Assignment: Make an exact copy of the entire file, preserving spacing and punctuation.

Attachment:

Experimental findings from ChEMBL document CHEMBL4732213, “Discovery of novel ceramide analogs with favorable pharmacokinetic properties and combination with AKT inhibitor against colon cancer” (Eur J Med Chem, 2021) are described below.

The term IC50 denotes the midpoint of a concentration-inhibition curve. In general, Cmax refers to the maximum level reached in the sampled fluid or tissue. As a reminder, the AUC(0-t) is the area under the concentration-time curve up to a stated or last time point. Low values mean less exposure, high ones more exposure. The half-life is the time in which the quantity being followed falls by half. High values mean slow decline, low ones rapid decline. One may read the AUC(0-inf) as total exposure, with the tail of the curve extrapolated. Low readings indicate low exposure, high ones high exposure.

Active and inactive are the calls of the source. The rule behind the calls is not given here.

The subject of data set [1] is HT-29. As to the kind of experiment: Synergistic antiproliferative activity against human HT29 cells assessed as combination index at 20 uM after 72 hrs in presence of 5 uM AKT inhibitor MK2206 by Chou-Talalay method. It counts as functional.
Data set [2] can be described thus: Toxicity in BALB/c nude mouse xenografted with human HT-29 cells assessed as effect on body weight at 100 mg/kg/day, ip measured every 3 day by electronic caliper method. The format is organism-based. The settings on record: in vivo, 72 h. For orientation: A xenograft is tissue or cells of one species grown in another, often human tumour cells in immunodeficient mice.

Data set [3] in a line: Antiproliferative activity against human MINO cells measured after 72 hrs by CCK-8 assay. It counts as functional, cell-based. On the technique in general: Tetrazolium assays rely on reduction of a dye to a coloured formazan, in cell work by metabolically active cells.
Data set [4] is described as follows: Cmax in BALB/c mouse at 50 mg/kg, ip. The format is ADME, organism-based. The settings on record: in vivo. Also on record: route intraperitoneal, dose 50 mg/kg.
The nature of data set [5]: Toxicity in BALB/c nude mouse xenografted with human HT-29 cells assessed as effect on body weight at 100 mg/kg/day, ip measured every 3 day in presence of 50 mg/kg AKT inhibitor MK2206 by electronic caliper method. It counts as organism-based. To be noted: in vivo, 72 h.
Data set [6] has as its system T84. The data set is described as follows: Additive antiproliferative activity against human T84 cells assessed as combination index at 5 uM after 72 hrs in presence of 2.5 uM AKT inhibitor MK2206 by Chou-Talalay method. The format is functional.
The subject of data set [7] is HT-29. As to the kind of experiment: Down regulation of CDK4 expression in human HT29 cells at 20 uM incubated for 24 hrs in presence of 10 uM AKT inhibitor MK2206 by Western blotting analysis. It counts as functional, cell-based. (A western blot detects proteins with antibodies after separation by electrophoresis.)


Experimental findings from ChEMBL document CHEMBL4732213, “Discovery of novel ceramide analogs with favorable pharmacokinetic properties and combination with AKT inhibitor against colon cancer” (Eur J Med Chem, 2021) are described below.

The term IC50 denotes the midpoint of a concentration-inhibition curve. In general, Cmax refers to the maximum level reached in the sampled fluid or tissue. As a reminder, the AUC(0-t) is the area under the concentration-time curve up to a stated or last time point. Low values mean less exposure, high ones more exposure. The half-life is the time in which the quantity being followed falls by half. High values mean slow decline, low ones rapid decline. One may read the AUC(0-inf) as total exposure, with the tail of the curve extrapolated. Low readings indicate low exposure, high ones high exposure.

Active and inactive are the calls of the source. The rule behind the calls is not given here.

The subject of data set [1] is HT-29. As to the kind of experiment: Synergistic antiproliferative activity against human HT29 cells assessed as combination index at 20 uM after 72 hrs in presence of 5 uM AKT inhibitor MK2206 by Chou-Talalay method. It counts as functional.
Data set [2] can be described thus: Toxicity in BALB/c nude mouse xenografted with human HT-29 cells assessed as effect on body weight at 100 mg/kg/day, ip measured every 3 day by electronic caliper method. The format is organism-based. The settings on record: in vivo, 72 h. For orientation: A xenograft is tissue or cells of one species grown in another, often human tumour cells in immunodeficient mice.

Data set [3] in a line: Antiproliferative activity against human MINO cells measured after 72 hrs by CCK-8 assay. It counts as functional, cell-based. On the technique in general: Tetrazolium assays rely on reduction of a dye to a coloured formazan, in cell work by metabolically active cells.
Data set [4] is described as follows: Cmax in BALB/c mouse at 50 mg/kg, ip. The format is ADME, organism-based. The settings on record: in vivo. Also on record: route intraperitoneal, dose 50 mg/kg.
The nature of data set [5]: Toxicity in BALB/c nude mouse xenografted with human HT-29 cells assessed as effect on body weight at 100 mg/kg/day, ip measured every 3 day in presence of 50 mg/kg AKT inhibitor MK2206 by electronic caliper method. It counts as organism-based. To be noted: in vivo, 72 h.
Data set [6] has as its system T84. The data set is described as follows: Additive antiproliferative activity against human T84 cells assessed as combination index at 5 uM after 72 hrs in presence of 2.5 uM AKT inhibitor MK2206 by Chou-Talalay method. The format is functional.
The subject of data set [7] is HT-29. As to the kind of experiment: Down regulation of CDK4 expression in human HT29 cells at 20 uM incubated for 24 hrs in presence of 10 uM AKT inhibitor MK2206 by Western blotting analysis. It counts as functional, cell-based. (A western blot detects proteins with antibodies after separation by electrophoresis.)